It did not take a story in The Wall Street Journal to let Wall St. know that it would be a hard year for GM (GM) and its peers in the US. Perhaps the piece did crystallize the situation.
GM sold off almost 5% today, moving well below $20. Word is that many analysts now expect domestic vehicle sales to be well below 15 million this year, perhaps dropping to 14.5 million. In 2007, the figure was 16.1 million.
GM and Ford (F) are now likely to have to raise money. GM still has problems with its former parts unit, Delphi, which is coming out of bankruptcy, someday, maybe. GMAC, which is now majority owned by troubled hedge fund Cerberus, has difficulties with its real estate portfolio and it car lending business is not likely to weather the current credit period well.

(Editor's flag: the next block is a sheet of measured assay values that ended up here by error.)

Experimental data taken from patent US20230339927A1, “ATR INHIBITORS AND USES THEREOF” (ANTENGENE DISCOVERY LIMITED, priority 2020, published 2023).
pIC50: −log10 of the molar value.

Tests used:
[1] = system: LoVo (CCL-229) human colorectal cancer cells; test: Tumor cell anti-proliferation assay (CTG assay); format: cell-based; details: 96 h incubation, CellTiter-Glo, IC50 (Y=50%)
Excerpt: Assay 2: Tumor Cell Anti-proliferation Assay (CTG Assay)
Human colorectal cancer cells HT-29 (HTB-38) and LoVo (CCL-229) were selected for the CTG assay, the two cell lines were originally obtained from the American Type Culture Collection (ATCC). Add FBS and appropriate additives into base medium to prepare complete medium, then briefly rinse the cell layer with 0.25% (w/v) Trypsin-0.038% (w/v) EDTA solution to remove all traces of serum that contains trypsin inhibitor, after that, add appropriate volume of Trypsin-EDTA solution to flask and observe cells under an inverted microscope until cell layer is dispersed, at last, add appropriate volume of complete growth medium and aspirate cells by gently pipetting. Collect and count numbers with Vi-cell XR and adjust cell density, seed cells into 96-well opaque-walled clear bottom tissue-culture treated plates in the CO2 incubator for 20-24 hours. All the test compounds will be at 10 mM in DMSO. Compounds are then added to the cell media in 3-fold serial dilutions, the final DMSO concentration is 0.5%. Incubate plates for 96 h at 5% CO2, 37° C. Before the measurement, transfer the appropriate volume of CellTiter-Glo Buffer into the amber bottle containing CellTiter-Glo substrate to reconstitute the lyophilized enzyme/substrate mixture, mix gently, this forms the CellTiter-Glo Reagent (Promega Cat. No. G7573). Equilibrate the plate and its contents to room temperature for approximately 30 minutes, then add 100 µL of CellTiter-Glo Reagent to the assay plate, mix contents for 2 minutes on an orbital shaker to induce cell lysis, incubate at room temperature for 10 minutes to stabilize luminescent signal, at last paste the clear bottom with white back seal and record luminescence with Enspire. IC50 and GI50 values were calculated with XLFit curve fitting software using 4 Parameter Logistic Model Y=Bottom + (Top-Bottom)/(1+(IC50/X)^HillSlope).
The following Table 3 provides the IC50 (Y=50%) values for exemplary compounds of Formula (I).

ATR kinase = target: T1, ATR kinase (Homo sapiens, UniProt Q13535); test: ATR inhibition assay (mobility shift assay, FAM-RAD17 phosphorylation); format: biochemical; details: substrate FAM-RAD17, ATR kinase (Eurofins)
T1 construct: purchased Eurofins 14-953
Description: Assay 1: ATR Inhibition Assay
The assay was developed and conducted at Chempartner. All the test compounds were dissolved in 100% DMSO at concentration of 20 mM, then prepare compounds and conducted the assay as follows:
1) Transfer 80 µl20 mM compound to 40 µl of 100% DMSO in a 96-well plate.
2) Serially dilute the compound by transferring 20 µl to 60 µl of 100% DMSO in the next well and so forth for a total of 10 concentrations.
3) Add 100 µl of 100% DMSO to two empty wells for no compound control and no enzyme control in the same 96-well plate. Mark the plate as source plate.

At the top of the list of problems is the fact that GM’s robust overseas operations cannot out-run the disintegration of its business in the US. It is like trying to out-distance your shadow.
GM may be able to cut deeper into costs in its American business, but the time will come when it will lose its capacity to keep its market share above 25%. It simply won’t have the production ability.
Sad as it may seem, GM could become a large niche manufacturer in its domestic business.
Douglas A. McIntyre